‘Changing’ the image of vending machines

Live lobsters from a vending machine? David Starr likes to point out this example – from China – of how vending machines have come a long way. Today’s vending machines are interactive, hip and cool, with technology that enables them to dispense a wide variety of products – without getting jammed. Starr, owner of Berkshire Natural, doesn’t offer shellfish from the 60 smart kiosks that he operates around the Boston area, but mango lassi, an Indian yogurt smoothie, and hummus dips are standards. Globe correspondent Cindy Atoji Keene spoke with Starr about how he’s revamping the unhealthy snack image of vending machine, as well as their unreliability.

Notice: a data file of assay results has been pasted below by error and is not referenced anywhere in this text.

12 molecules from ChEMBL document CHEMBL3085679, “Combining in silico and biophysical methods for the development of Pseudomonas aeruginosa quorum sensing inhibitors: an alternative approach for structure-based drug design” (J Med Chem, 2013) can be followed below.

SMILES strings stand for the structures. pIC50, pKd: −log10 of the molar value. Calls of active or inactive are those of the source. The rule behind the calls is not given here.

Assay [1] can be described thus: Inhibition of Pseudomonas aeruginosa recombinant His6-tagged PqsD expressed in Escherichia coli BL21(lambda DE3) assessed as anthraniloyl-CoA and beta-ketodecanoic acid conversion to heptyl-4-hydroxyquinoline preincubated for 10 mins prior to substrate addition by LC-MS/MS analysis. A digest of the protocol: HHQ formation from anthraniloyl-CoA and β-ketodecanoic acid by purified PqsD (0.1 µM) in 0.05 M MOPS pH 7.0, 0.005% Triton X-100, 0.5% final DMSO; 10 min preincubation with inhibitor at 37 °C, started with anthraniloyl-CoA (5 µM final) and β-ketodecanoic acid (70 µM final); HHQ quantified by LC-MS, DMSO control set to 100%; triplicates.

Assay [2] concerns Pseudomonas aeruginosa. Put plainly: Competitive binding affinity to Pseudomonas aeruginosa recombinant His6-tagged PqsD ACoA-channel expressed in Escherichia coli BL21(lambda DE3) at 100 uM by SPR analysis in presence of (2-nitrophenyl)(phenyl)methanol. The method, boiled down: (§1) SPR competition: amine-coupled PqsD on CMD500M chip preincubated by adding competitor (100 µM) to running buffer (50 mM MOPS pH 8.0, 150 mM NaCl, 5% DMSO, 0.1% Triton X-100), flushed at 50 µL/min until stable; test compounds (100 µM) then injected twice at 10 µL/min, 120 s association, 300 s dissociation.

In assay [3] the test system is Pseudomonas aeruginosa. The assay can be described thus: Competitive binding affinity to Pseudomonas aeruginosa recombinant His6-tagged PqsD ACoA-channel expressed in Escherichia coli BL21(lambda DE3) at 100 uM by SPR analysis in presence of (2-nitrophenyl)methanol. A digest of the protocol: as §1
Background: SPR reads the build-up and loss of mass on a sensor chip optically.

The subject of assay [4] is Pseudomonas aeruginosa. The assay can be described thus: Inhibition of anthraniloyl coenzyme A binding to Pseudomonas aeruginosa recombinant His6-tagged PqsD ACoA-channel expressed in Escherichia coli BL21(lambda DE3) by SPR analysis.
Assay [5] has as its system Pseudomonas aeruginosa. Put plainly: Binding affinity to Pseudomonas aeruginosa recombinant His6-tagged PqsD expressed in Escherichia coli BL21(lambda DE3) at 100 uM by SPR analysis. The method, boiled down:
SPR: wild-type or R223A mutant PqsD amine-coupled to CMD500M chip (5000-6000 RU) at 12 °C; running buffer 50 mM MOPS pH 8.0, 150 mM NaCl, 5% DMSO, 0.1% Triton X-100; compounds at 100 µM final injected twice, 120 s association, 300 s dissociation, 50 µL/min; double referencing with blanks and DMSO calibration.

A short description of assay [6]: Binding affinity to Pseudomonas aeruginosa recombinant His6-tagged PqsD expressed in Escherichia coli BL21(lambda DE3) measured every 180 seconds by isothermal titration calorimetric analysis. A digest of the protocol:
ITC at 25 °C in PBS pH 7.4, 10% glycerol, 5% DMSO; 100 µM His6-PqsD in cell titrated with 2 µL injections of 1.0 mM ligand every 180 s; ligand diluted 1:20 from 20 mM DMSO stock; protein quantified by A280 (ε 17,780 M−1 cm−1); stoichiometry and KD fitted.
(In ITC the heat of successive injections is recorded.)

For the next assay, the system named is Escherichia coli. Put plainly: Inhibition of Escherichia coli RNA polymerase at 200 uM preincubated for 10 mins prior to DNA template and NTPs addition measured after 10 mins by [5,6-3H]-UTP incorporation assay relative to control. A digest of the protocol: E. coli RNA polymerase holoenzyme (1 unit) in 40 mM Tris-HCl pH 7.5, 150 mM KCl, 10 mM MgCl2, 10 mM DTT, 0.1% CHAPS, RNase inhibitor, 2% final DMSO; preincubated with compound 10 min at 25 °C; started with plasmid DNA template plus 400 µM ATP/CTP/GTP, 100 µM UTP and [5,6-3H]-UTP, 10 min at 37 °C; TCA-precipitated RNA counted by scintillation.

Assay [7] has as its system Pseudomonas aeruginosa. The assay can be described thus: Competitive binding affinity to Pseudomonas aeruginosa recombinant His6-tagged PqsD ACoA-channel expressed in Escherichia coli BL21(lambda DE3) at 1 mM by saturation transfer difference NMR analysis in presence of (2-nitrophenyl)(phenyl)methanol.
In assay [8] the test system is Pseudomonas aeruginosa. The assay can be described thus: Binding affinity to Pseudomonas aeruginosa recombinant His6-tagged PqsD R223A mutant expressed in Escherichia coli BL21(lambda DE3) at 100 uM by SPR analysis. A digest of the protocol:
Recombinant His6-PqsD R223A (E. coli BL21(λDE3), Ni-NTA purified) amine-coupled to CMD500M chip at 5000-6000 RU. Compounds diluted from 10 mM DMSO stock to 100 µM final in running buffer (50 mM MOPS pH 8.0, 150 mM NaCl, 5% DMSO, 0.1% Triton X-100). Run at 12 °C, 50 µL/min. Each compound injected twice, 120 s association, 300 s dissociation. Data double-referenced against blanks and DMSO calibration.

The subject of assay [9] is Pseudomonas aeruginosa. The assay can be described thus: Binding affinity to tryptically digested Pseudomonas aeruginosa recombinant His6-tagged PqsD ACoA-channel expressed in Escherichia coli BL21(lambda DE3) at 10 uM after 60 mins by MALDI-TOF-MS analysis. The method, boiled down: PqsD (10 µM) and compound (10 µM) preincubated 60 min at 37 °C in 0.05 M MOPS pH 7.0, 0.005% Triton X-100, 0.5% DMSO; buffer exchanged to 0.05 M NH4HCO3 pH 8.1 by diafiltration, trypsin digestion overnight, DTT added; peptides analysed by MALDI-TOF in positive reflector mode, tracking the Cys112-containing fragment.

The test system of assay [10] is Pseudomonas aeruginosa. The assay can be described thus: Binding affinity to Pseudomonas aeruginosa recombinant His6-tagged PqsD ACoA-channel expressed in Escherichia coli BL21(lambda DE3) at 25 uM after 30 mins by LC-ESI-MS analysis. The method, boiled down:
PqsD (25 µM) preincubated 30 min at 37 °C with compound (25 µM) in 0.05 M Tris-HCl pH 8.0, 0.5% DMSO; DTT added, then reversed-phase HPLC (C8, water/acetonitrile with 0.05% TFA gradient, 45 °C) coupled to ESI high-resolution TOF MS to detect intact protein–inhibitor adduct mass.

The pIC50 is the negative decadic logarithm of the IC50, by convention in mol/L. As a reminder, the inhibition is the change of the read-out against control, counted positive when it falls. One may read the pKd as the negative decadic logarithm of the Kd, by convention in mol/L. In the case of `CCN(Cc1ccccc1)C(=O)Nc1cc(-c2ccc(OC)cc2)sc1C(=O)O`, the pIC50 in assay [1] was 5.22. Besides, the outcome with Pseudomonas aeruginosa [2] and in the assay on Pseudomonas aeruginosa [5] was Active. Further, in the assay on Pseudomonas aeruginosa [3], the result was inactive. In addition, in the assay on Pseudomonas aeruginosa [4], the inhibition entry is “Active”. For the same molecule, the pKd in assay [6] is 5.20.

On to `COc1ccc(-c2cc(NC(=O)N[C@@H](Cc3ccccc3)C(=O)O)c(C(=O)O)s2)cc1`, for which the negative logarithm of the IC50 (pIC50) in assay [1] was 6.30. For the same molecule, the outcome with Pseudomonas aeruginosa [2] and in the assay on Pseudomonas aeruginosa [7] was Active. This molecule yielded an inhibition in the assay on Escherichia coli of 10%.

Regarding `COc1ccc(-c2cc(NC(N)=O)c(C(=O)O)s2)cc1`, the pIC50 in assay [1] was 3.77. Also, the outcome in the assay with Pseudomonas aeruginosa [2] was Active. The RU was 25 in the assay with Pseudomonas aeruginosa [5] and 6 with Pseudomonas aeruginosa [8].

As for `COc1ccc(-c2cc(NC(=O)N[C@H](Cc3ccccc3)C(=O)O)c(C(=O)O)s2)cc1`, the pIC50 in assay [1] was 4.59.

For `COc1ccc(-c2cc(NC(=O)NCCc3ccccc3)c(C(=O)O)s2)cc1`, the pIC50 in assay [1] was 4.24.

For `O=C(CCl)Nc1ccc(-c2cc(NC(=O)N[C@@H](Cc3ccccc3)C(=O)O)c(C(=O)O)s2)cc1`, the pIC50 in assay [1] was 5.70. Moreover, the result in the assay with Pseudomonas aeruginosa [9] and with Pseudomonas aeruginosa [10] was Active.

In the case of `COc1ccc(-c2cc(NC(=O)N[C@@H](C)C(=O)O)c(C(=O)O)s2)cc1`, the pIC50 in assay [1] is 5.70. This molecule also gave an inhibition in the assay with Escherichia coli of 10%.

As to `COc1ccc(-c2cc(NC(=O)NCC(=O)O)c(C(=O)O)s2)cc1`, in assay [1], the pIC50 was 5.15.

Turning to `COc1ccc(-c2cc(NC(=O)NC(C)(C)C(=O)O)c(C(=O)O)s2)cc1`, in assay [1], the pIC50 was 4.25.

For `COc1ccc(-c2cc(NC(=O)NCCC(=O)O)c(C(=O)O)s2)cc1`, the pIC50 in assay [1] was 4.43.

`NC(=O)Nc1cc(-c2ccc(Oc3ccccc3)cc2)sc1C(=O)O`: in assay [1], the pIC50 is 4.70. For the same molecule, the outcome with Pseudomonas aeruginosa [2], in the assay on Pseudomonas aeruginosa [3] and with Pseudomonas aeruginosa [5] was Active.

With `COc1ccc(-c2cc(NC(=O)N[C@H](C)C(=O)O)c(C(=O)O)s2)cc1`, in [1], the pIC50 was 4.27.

“I admit that old-fashioned vending machines were my nemesis before I got into the business. What is worse than having your last dollar or quarter getting stuck in the machine? But the mechanical predecessors – archaic machines with gears, chains and wires – are now digitized, including a programmable refund when money is jammed. More importantly, while some customers just want Doritos, Pepsi or Kitkats, others want organic, gluten-free, or vegan snacks – and yes, now you can get that from a vending machine. I started Berkshire Natural when I went to the YMCA and wanted to purchase a healthy snack for my son and saw nothing but junk food. Snickers bars alone account for 1/3 of the product in 6 million or so vending machines in the U.S. But we have been traveling to food shows in search of healthy, fun snacks to put in our machines. I look at our vending machines as painting a canvas – the food has to look good and the packaging has to be appealing. There are 41 different ‘lanes’ in our refrigerated vending machines, which have energy efficient lighting, refrigeration, and triple-insulated glass fronts. I’m a former caterer and chef, so I’ve enjoyed curating a selection of delicious snacks, including dried mango, energy bars, black bean salad, and yogurt. Our machines are at health clubs, offices, schools, and other institutions, and the food is so unconventional that I’m told that people line up to get the snacks. This industry, which was once stuck in the stone ages, now offers touch screens, payment options, and automatic restocking. Wireless signals are sent to our computers to show which products are running low, so we know exactly when and where to send our drivers – there is no more guesswork or empty machines. In some of our machines, located at health clubs, we have protein powders, athletic tape, and nutritional supplements. But no lobsters yet.”

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